Practically before the last musket had fired, people were trying to explain how Napoleon lost at the famous Battle of Waterloo.
A theory that has persisted is that Napoleon was suffering from a bad case of hemorrhoids at the time of the battle, and this delayed his opening assault on the morning of June 18, 1815.
In fact, the theory is so popular that one author and historian wrote a book titled Napoleon's Hemorrhoids: And Other Small Events That Changed History.
The author, Phil Mason, explains that prior to the engagement Napoleon "suffered an acute attack of hemorrhoids that stopped him from riding his horse and keeping up his mobile supervision of troop movements."
Napoleon usually used leaches to relieve his pain from the affliction. When no leaches could be found, however, his doctors resorted to laudanum, causing Napoleon to slip into a stupor.
According to some analyses of his decision that day, Napoleon's delays in launching his opening assault had much to do with his impositions: originally planned at 6 a.m., then 9 a.m., it did not actually start until midday.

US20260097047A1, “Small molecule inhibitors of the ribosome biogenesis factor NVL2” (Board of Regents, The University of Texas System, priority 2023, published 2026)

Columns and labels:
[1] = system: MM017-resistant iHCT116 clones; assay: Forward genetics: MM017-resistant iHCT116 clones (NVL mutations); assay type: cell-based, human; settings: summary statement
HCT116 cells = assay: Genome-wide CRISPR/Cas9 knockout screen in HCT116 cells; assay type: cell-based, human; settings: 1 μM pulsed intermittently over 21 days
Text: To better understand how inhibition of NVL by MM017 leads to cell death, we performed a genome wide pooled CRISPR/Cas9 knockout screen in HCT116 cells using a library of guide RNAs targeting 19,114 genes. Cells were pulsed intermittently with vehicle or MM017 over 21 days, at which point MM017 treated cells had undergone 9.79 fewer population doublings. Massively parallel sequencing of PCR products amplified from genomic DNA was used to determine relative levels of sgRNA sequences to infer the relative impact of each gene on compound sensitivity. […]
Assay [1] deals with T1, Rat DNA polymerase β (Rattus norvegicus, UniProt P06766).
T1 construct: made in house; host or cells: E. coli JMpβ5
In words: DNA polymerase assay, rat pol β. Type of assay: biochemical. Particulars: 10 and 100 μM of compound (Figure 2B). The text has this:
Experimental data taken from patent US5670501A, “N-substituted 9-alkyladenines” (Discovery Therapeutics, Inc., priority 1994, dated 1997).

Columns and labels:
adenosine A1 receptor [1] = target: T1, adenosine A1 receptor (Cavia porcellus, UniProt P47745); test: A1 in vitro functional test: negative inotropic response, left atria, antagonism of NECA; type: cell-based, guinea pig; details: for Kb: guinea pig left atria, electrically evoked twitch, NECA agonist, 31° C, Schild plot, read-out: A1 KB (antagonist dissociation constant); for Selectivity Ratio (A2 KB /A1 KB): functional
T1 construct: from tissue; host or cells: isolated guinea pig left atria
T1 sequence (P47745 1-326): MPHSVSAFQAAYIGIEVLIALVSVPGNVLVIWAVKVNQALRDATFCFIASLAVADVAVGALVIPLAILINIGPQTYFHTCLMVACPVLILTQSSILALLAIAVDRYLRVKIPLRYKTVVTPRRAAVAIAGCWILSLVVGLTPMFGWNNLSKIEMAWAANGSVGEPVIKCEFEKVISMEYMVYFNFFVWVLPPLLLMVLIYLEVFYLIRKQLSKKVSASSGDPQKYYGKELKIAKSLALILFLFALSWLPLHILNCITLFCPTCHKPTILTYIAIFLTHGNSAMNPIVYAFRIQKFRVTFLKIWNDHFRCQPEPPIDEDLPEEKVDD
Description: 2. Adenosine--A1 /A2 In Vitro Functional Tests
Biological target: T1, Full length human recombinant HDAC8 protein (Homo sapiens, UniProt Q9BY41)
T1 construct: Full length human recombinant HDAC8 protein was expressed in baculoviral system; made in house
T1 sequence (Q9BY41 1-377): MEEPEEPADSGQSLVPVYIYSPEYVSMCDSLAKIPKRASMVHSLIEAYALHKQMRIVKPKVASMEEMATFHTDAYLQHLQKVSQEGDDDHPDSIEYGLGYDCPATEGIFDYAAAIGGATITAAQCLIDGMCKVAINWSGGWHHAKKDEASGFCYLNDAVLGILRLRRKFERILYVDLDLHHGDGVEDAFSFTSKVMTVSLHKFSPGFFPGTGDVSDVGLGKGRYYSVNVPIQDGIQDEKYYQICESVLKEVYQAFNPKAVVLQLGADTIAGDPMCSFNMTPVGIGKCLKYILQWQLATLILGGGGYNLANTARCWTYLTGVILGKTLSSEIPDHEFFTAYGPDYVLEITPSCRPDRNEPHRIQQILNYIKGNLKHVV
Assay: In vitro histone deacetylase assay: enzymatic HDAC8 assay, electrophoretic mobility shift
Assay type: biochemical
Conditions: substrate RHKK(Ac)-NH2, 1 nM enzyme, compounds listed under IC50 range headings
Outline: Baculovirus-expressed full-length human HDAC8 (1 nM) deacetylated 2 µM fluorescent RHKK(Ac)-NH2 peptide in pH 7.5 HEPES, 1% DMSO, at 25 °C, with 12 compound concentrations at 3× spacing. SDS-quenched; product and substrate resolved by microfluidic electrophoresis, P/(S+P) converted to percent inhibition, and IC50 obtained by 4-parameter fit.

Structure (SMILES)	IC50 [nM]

Roberts said that Napoleon was indeed suffering from the affliction, which "had prolapsed and were strangulated outside the anus," causing him great pain. (This information came from the emperor's brother, Jerome, one of only three people aware of Napoleon's condition; Jerome shared the story in 1860, shortly before his own death.)
Inflamed piles, however, cannot reasonably explain Napoleon's failure to attack Wellington that morning. Roberts points out that Bonaparte was dressed and in saddle by 8 a.m. that morning.
He concludes that bad hemorrhoids and other medical conditions known to afflict Napoleon--cystitis, exhaustion, and constipation--are explanations employed by Napoleon apologists largely as a device to sustain the Corsican's myth of invulnerability.